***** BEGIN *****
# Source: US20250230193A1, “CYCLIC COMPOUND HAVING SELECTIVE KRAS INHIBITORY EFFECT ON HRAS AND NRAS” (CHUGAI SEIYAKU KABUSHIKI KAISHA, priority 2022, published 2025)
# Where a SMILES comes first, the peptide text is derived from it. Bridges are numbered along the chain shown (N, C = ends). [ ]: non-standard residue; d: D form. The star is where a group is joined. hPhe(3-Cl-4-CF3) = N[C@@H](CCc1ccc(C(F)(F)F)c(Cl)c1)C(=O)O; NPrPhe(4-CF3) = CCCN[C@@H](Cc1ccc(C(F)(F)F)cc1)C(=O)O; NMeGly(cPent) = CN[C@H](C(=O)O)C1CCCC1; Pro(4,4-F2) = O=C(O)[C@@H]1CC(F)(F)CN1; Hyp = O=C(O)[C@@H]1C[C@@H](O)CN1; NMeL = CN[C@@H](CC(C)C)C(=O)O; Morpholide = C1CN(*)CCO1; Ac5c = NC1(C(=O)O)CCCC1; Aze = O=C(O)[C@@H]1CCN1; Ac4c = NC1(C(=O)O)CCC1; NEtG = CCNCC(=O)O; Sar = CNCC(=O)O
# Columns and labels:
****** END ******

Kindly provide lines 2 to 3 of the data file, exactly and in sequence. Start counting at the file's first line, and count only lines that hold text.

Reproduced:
# Where a SMILES comes first, the peptide text is derived from it. Bridges are numbered along the chain shown (N, C = ends). [ ]: non-standard residue; d: D form. The star is where a group is joined. hPhe(3-Cl-4-CF3) = N[C@@H](CCc1ccc(C(F)(F)F)c(Cl)c1)C(=O)O; NPrPhe(4-CF3) = CCCN[C@@H](Cc1ccc(C(F)(F)F)cc1)C(=O)O; NMeGly(cPent) = CN[C@H](C(=O)O)C1CCCC1; Pro(4,4-F2) = O=C(O)[C@@H]1CC(F)(F)CN1; Hyp = O=C(O)[C@@H]1C[C@@H](O)CN1; NMeL = CN[C@@H](CC(C)C)C(=O)O; Morpholide = C1CN(*)CCO1; Ac5c = NC1(C(=O)O)CCCC1; Aze = O=C(O)[C@@H]1CCN1; Ac4c = NC1(C(=O)O)CCC1; NEtG = CCNCC(=O)O; Sar = CNCC(=O)O
# Columns and labels: